This week I had an evening flight home and even from 30,000 feet I could easily see the nighttime lights of the cities and towns below. They were more like Christmas ornaments on the ground marking the path home. It was a sight I couldn’t get enough of, watching as we flew high above the small towns and villages of our country where undoubtedly people were cleaning up from dinner or watching television or sitting in a coffee shop reading a book or checking their email. They may have been reading a story to their child before bed or making love or paying their bills or taking their dog for a last walk so she could do her business for the night. All in all, they could not have known I was watching them with a sense of awe and gratitude that such heights give us.

Coming down off the Sinai, Moses had tucked under each arm the tangible evidence he’d met with God. His face and beard glowed from his near-death experience with the Almighty and carved into each tablet was half the Decalogue, the ten words, the ten sayings, the ten commandments, God had given him to put in place as the law by which the people of God were to live.

But while Moses was with God on top of the mountain, the people were down below molding a golden calf as a substitutionary reminder of God.

While they were down below melting all their gold into a physical replica of God as a calf, Moses was up in the upper reaches listening to God and carving out the law that would guide their behavior and shape them into the people of God. The law was being given and the people were already violating the first of those laws, which commanded they have no other gods before God. Today, the law continues to beckon us to a more pleasing way of living that if we truly paid attention to them, our world would be more like the world God intended it to be.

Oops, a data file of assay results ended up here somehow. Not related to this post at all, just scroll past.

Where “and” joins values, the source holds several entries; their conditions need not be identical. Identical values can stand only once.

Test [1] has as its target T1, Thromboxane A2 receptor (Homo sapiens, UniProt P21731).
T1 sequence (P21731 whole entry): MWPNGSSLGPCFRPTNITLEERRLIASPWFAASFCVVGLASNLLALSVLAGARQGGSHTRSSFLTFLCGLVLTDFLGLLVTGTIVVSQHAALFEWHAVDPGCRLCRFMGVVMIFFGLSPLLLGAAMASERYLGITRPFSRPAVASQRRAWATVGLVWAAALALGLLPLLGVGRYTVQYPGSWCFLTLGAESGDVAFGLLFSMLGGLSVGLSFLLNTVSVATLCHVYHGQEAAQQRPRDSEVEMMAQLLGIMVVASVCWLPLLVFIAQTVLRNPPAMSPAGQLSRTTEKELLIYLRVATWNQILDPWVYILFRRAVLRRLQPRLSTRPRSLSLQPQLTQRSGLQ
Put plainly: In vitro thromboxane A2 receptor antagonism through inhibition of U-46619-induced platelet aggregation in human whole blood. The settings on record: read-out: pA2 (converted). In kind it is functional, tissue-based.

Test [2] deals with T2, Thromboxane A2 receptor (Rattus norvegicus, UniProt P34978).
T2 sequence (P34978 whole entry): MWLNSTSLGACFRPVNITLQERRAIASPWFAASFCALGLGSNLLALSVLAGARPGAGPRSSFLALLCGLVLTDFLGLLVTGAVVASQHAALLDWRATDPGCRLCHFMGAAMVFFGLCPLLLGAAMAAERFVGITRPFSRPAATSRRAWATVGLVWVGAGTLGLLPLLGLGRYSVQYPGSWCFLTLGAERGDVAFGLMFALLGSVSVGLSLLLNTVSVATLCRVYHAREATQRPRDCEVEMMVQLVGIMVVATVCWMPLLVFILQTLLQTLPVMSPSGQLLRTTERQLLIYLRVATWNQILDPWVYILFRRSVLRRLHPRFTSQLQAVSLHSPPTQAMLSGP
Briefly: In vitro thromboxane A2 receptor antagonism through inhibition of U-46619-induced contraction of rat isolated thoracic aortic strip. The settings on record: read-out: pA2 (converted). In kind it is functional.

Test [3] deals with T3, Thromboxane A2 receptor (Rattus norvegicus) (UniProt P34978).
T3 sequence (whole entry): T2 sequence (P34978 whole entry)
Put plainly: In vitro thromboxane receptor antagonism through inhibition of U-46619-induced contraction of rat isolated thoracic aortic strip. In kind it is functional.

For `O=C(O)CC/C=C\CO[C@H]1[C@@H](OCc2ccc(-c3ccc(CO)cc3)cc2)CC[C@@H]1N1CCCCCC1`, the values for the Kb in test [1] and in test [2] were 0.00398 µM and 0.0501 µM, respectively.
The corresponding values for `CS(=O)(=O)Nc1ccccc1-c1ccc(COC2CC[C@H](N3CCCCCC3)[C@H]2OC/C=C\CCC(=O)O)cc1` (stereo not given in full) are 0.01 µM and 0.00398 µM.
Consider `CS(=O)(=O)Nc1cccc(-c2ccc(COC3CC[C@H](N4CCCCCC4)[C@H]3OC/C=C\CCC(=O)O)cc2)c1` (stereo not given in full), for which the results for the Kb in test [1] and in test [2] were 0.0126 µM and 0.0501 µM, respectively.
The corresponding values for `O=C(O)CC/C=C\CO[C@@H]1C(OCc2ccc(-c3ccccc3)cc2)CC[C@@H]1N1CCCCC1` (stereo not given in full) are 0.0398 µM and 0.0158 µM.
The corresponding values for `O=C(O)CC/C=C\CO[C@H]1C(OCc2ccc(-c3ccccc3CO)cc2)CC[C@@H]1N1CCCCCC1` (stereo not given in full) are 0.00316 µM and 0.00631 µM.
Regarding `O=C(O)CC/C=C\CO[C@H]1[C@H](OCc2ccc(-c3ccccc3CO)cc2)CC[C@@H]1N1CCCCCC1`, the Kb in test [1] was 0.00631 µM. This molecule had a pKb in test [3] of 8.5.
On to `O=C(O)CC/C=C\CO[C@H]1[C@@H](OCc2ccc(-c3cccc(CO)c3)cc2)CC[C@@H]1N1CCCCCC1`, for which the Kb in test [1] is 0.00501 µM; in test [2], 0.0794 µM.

At an organizational training session, the executives were asked to imagine setting out on an adventure with only ten items in each of their packs. What would they take? They busily thought through what was important, what was necessary for this imaginary adventure.

A few minutes later, after sharing with one another in small groups what they had chosen, they were instructed they could only bring five items; consequently, five items had to be left behind. Now what? Then they were required to reduce their possessions down to three items, and finally down to one item. What would you choose to keep and what would you leave behind under such stringent instructions? And what would be the remaining possession you could not see yourself without?[1]

Today is World Communion Sunday. We are reminded through this table that we are a not yet people and God is a not yet God. We’re like the people of God camped out at the base of the mountain and we’re waiting for Moses to come and show us the way. We’re like those sojourners because we’re impatient, restless for a guiding word. The tables that we gather around all over the world today are “Not Yet” tables. The Kingdom will come…just not yet. This table is not a table of holy perfection, a Martha Stewart table, with everything perfectly set and in its proper place. This is a table that gets rearranged frequently and is never completely, fully, finally set.

At this table we remember that we have not achieved perfection, we have not arrived yet. We are in process, moving toward the fullness of God’s future, not our own. Instead, this is a table of hope… At this table, we pray for peace and an end to violence, because it hasn’t happened yet. We pray for justice to roll down like waters on all nations and all peoples, but it has not come just yet. We pray for wholeness and ripeness in our love and understanding of the faith, knowing that we are a work in progress.2

And so we come to hear the welcome of God to meet at the table. All are welcome at the Lord’s Table when it is served within our fellowship. All Christians, all denominations, all creeds are welcome. If you believe, or want to believe, or are searching, you are welcome to share. Nobody is left out. Everybody is included, even you and even me … no matter who you are, no matter what you have done, no matter what somebody has said or done to you. There is a place for you at God’s table, a card with your name on it, a standing reservation at God’s great wedding feast. Let’s prepare ourselves to feast at God’s table …

[1] Adapted from Clay Oglesbee,  “Living By the Word,” Christian Century, September 20, 2011, 21

2 World Communion Day thoughts from Rev. Patricia de Jong, First Congregational Church – Berkeley CA, http://www.fccb.org/worship/sermonsPast/1990s/sermon991003.php